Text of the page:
Fertilizing Tomatoes

By National Gardening Association Editors

Tomatoes need quite a big food supply over the season -- they're what we call "heavy feeders." This is no surprise when you look at all the work they're doing: extending the stem, putting out more branches, leaves and blossoms; developing, nurturing and ripening all those fruits! To do all this work they need a steady diet of water and nutrients.

All About Side-Dressing

In most gardens, it's a good idea to side-dress tomatoes. That simply means placing fertilizer around the plants to give them extra nourishment through the season. One or two side-dressings is fine for most gardens.

Many kinds of fertilizers can give tomatoes the extra nutrients they need. Some gardeners prefer to use a complete fertilizer (such as 5-10-10 or 10-10-10). Organic fertilizers such as bone meal, dried manure or cottonseed meal are also good. Just remember that most organic fertilizers don't contain balanced amounts of the three major nutrients - nitrogen, phosphorus and potassium. For example, manure tends to be low in phosphorus so you could add bone meal at the same time to provide a more complete diet.

Stay away from high-nitrogen fertilizers such as urea, ammonium sulfate or fresh manure because it's easy to use too much. When you over fertilize, you get tall, dark green plants with few tomatoes.

When To Side-Dress

Start side-dressing when the first tomatoes have just formed - when they're about the size of golf balls. Make repeat side-dressings every three weeks after that. About a pound (two cups) of 5-10-10 should be enough for all the plants in a 30-foot row (about 20 plants). This works out to about 1-1/2 tablespoons per plant spread in a one-inch-deep circular furrow five to six inches away from the stem, usually right under the drip line of the plant. Be careful not to get any of this fertilizer on the leaves or stem because it will burn them. Cover the fertilizer with one to two inches of soil. The next rain or watering will start carrying the nutrients down into the root zone of the plants.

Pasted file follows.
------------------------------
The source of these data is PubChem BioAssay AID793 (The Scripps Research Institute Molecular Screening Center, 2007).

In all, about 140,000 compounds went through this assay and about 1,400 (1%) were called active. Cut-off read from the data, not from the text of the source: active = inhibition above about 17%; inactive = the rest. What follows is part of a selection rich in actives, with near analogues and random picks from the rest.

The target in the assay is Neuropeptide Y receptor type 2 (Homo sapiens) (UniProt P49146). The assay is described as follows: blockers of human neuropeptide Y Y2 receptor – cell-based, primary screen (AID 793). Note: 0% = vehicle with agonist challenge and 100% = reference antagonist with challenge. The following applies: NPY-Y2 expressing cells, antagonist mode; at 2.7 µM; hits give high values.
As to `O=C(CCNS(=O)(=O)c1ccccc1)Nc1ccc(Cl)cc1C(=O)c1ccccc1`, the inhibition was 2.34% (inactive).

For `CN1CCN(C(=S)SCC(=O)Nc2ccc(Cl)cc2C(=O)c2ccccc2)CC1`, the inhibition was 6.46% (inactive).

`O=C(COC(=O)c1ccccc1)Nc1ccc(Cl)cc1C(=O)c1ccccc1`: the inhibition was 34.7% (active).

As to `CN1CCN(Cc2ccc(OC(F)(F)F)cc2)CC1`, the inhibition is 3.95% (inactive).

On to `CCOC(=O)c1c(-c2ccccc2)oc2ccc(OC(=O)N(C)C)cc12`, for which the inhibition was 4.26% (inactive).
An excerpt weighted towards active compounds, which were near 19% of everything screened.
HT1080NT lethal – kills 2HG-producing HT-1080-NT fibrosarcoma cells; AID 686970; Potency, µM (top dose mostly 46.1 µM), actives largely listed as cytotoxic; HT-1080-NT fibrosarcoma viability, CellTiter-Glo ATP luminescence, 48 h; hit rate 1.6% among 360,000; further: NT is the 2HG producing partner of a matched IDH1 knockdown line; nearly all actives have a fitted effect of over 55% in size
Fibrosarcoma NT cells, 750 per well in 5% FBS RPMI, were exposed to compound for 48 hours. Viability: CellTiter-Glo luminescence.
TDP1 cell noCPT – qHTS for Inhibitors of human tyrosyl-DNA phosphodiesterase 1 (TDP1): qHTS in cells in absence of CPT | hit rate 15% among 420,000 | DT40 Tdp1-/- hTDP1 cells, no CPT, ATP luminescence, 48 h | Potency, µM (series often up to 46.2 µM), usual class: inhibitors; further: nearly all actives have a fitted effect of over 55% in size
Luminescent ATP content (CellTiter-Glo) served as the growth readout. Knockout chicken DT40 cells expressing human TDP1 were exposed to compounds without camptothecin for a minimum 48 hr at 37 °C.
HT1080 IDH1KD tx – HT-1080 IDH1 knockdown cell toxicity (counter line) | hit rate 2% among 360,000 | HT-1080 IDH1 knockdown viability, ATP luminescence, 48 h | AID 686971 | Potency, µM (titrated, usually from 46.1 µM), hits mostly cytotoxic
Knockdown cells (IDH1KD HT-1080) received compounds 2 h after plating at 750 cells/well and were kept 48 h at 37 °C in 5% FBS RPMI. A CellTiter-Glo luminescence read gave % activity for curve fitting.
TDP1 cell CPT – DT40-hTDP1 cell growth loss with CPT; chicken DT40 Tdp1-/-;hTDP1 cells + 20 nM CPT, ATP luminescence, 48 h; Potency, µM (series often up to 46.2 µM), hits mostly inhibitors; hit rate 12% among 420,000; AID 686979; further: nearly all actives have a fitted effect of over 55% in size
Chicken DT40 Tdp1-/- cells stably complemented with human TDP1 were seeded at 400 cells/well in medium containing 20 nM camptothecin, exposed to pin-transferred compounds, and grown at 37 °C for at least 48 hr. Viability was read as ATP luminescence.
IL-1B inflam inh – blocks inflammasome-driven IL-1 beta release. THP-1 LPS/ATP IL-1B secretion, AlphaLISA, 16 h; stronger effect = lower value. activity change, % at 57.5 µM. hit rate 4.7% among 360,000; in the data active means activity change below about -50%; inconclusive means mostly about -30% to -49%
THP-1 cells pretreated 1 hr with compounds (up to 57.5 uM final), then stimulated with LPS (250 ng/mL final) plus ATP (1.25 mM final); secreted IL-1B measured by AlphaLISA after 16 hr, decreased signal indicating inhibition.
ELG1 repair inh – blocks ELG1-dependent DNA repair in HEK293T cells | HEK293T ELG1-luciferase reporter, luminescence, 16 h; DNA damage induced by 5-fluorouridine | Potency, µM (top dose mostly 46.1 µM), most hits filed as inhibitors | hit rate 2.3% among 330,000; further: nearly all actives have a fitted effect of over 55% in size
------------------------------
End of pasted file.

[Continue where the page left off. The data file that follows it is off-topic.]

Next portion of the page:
Other articles in this series:
1. Pruning Tomatoes
2. Mulching Tomatoes
3. Fertilizing Tomatoes ← you're on this article right now
4. Watering Tomatoes
5. Tomato Problems
6. Insect Pests of Tomatoes
7. Tomato Diseases
8. Supporting Tomatoes with Cages

This article is a part of our Vegetable Gardening Guide for Tomatoes / Care.

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